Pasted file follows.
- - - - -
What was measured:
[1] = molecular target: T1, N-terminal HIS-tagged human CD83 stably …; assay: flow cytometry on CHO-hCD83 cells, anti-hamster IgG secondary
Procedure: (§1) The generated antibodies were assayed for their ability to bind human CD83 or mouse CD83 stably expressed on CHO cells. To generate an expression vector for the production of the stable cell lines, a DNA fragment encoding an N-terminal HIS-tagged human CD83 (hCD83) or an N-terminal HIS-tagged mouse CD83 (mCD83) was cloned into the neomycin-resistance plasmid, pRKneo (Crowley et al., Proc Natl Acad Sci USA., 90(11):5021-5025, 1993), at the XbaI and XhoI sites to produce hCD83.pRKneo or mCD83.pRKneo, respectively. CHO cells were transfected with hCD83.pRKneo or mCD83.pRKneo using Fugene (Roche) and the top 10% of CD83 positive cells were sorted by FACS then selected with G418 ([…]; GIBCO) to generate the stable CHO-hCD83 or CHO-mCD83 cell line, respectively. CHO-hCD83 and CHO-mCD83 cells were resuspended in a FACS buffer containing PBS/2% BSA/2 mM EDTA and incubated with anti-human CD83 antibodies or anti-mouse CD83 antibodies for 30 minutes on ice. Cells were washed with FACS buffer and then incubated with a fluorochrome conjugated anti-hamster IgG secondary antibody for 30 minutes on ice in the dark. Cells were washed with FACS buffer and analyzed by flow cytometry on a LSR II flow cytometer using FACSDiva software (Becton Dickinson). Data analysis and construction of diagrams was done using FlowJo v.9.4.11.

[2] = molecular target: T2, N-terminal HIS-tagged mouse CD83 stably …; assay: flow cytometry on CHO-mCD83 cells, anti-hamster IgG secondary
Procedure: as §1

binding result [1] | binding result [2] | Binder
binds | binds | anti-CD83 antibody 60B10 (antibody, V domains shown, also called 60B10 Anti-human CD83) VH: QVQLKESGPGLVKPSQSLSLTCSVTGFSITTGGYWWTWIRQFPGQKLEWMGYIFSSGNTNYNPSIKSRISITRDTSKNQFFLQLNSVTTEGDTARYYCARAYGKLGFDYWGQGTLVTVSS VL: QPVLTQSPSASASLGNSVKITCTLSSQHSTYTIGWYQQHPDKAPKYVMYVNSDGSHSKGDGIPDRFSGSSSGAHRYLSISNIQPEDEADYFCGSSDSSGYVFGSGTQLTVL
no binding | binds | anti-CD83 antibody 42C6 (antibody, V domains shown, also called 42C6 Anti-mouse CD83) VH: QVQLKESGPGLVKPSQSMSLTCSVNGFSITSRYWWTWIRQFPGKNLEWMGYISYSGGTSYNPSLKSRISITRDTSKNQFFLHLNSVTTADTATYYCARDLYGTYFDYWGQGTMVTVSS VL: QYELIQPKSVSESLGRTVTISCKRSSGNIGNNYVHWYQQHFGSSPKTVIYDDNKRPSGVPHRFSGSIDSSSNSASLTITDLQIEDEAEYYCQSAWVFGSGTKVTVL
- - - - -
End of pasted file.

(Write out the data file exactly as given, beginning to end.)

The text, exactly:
What was measured:
[1] = molecular target: T1, N-terminal HIS-tagged human CD83 stably …; assay: flow cytometry on CHO-hCD83 cells, anti-hamster IgG secondary
Procedure: (§1) The generated antibodies were assayed for their ability to bind human CD83 or mouse CD83 stably expressed on CHO cells. To generate an expression vector for the production of the stable cell lines, a DNA fragment encoding an N-terminal HIS-tagged human CD83 (hCD83) or an N-terminal HIS-tagged mouse CD83 (mCD83) was cloned into the neomycin-resistance plasmid, pRKneo (Crowley et al., Proc Natl Acad Sci USA., 90(11):5021-5025, 1993), at the XbaI and XhoI sites to produce hCD83.pRKneo or mCD83.pRKneo, respectively. CHO cells were transfected with hCD83.pRKneo or mCD83.pRKneo using Fugene (Roche) and the top 10% of CD83 positive cells were sorted by FACS then selected with G418 ([…]; GIBCO) to generate the stable CHO-hCD83 or CHO-mCD83 cell line, respectively. CHO-hCD83 and CHO-mCD83 cells were resuspended in a FACS buffer containing PBS/2% BSA/2 mM EDTA and incubated with anti-human CD83 antibodies or anti-mouse CD83 antibodies for 30 minutes on ice. Cells were washed with FACS buffer and then incubated with a fluorochrome conjugated anti-hamster IgG secondary antibody for 30 minutes on ice in the dark. Cells were washed with FACS buffer and analyzed by flow cytometry on a LSR II flow cytometer using FACSDiva software (Becton Dickinson). Data analysis and construction of diagrams was done using FlowJo v.9.4.11.

[2] = molecular target: T2, N-terminal HIS-tagged mouse CD83 stably …; assay: flow cytometry on CHO-mCD83 cells, anti-hamster IgG secondary
Procedure: as §1

binding result [1] | binding result [2] | Binder
binds | binds | anti-CD83 antibody 60B10 (antibody, V domains shown, also called 60B10 Anti-human CD83) VH: QVQLKESGPGLVKPSQSLSLTCSVTGFSITTGGYWWTWIRQFPGQKLEWMGYIFSSGNTNYNPSIKSRISITRDTSKNQFFLQLNSVTTEGDTARYYCARAYGKLGFDYWGQGTLVTVSS VL: QPVLTQSPSASASLGNSVKITCTLSSQHSTYTIGWYQQHPDKAPKYVMYVNSDGSHSKGDGIPDRFSGSSSGAHRYLSISNIQPEDEADYFCGSSDSSGYVFGSGTQLTVL
no binding | binds | anti-CD83 antibody 42C6 (antibody, V domains shown, also called 42C6 Anti-mouse CD83) VH: QVQLKESGPGLVKPSQSMSLTCSVNGFSITSRYWWTWIRQFPGKNLEWMGYISYSGGTSYNPSLKSRISITRDTSKNQFFLHLNSVTTADTATYYCARDLYGTYFDYWGQGTMVTVSS VL: QYELIQPKSVSESLGRTVTISCKRSSGNIGNNYVHWYQQHFGSSPKTVIYDDNKRPSGVPHRFSGSIDSSSNSASLTITDLQIEDEAEYYCQSAWVFGSGTKVTVL